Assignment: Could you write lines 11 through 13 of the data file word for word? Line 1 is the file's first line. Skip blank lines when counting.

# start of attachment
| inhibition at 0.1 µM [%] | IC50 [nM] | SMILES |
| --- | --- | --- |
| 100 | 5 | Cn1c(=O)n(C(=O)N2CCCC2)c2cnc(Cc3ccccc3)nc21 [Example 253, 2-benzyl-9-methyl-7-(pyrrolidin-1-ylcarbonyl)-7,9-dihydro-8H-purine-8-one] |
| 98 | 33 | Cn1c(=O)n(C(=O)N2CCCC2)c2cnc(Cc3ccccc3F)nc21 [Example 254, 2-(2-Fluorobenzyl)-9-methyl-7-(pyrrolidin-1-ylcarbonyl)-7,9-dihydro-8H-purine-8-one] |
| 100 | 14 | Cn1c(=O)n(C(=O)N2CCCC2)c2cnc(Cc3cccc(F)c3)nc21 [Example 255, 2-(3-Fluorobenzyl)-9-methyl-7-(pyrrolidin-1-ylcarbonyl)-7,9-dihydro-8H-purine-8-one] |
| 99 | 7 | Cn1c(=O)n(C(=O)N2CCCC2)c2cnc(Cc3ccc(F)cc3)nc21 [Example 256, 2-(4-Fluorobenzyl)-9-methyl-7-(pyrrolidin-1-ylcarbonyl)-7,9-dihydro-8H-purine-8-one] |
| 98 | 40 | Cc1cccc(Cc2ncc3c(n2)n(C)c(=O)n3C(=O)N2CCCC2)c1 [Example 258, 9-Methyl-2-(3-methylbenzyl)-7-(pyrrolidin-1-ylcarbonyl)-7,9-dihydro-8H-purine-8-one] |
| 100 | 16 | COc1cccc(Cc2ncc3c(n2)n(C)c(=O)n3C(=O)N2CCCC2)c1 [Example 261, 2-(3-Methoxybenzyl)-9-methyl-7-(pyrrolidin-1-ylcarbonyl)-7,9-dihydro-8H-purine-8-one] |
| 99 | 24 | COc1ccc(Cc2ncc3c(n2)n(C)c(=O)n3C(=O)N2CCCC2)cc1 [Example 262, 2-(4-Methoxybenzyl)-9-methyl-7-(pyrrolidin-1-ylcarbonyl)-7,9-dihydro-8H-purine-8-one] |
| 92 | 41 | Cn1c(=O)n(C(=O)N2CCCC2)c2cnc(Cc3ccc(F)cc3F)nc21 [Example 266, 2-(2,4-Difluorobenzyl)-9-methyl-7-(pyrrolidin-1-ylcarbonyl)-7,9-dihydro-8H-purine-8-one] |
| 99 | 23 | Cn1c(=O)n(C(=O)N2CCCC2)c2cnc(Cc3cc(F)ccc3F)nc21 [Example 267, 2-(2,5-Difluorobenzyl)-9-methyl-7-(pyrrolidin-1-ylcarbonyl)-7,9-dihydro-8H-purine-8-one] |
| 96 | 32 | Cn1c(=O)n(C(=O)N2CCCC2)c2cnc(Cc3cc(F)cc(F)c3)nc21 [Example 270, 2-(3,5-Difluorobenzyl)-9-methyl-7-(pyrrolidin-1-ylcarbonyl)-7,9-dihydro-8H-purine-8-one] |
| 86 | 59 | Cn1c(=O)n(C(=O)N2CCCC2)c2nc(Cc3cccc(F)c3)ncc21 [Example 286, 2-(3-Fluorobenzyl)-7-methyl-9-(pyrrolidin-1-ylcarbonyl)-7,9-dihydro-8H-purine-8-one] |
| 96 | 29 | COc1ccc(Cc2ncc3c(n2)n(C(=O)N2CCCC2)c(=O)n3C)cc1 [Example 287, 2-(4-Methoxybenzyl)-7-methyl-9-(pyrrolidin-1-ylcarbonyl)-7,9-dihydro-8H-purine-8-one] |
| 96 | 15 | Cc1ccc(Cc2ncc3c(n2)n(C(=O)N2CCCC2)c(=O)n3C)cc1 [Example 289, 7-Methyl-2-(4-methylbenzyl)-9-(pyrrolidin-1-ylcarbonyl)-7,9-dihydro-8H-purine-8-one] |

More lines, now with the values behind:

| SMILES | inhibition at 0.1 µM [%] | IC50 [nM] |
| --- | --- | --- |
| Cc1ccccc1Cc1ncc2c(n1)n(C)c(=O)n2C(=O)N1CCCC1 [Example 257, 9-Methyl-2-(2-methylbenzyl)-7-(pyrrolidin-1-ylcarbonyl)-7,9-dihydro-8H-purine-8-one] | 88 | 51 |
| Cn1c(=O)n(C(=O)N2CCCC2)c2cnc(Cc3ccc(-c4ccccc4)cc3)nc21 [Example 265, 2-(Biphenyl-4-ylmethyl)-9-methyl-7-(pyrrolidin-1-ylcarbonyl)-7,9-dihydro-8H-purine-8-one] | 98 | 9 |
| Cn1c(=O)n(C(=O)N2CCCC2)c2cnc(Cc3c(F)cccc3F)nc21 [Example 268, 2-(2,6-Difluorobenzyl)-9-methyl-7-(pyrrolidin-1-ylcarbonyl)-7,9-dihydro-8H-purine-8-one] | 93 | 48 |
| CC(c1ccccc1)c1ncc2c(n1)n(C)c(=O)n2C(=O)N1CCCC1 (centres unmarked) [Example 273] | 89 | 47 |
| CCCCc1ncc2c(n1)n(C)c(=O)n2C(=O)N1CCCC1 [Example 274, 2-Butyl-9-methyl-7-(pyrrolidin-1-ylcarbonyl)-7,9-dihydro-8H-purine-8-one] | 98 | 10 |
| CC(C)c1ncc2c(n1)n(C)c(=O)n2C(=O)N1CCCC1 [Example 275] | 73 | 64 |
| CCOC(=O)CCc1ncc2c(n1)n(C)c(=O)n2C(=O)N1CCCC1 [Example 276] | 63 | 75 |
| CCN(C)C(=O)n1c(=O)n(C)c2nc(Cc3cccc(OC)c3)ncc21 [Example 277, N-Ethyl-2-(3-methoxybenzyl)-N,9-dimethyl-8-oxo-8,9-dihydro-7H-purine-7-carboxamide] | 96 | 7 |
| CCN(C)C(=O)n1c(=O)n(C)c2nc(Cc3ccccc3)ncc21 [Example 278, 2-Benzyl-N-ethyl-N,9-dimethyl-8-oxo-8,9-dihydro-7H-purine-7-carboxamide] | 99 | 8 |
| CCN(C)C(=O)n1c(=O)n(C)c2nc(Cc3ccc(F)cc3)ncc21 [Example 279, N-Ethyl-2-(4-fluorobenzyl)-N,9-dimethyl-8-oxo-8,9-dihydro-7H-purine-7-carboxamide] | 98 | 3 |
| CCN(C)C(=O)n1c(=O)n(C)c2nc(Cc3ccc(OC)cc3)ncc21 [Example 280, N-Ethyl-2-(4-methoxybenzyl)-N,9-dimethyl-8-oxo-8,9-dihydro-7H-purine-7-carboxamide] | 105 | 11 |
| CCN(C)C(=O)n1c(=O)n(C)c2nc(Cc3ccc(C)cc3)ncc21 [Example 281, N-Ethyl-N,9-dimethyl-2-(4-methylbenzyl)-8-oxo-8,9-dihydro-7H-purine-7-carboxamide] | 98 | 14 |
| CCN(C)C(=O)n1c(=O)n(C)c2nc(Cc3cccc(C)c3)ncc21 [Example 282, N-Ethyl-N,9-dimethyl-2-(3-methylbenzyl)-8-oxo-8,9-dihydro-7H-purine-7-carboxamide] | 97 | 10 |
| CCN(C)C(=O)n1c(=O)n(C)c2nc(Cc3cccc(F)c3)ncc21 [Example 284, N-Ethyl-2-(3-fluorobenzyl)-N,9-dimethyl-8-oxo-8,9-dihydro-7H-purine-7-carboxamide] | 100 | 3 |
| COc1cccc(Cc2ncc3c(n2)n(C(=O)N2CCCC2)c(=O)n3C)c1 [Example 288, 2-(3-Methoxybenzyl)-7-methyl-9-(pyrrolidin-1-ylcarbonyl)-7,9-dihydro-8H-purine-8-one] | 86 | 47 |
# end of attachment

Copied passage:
| 99 | 23 | Cn1c(=O)n(C(=O)N2CCCC2)c2cnc(Cc3cc(F)ccc3F)nc21 [Example 267, 2-(2,5-Difluorobenzyl)-9-methyl-7-(pyrrolidin-1-ylcarbonyl)-7,9-dihydro-8H-purine-8-one] |
| 96 | 32 | Cn1c(=O)n(C(=O)N2CCCC2)c2cnc(Cc3cc(F)cc(F)c3)nc21 [Example 270, 2-(3,5-Difluorobenzyl)-9-methyl-7-(pyrrolidin-1-ylcarbonyl)-7,9-dihydro-8H-purine-8-one] |
| 86 | 59 | Cn1c(=O)n(C(=O)N2CCCC2)c2nc(Cc3cccc(F)c3)ncc21 [Example 286, 2-(3-Fluorobenzyl)-7-methyl-9-(pyrrolidin-1-ylcarbonyl)-7,9-dihydro-8H-purine-8-one] |